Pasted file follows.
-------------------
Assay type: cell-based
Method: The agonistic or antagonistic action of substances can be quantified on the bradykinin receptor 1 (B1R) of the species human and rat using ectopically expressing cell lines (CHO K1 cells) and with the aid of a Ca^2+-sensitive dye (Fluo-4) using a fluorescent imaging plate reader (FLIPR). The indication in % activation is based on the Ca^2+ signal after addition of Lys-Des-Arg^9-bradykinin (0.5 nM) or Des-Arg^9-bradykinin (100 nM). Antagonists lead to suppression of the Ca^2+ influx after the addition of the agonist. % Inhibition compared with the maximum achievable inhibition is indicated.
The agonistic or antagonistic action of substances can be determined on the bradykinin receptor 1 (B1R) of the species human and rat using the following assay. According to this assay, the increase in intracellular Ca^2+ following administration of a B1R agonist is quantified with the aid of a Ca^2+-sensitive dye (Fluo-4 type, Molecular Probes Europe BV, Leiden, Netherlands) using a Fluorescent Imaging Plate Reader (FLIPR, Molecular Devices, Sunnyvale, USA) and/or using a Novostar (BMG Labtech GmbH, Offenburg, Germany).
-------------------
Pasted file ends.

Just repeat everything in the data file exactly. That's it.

Assay type: cell-based
Method: The agonistic or antagonistic action of substances can be quantified on the bradykinin receptor 1 (B1R) of the species human and rat using ectopically expressing cell lines (CHO K1 cells) and with the aid of a Ca^2+-sensitive dye (Fluo-4) using a fluorescent imaging plate reader (FLIPR). The indication in % activation is based on the Ca^2+ signal after addition of Lys-Des-Arg^9-bradykinin (0.5 nM) or Des-Arg^9-bradykinin (100 nM). Antagonists lead to suppression of the Ca^2+ influx after the addition of the agonist. % Inhibition compared with the maximum achievable inhibition is indicated.
The agonistic or antagonistic action of substances can be determined on the bradykinin receptor 1 (B1R) of the species human and rat using the following assay. According to this assay, the increase in intracellular Ca^2+ following administration of a B1R agonist is quantified with the aid of a Ca^2+-sensitive dye (Fluo-4 type, Molecular Probes Europe BV, Leiden, Netherlands) using a Fluorescent Imaging Plate Reader (FLIPR, Molecular Devices, Sunnyvale, USA) and/or using a Novostar (BMG Labtech GmbH, Offenburg, Germany).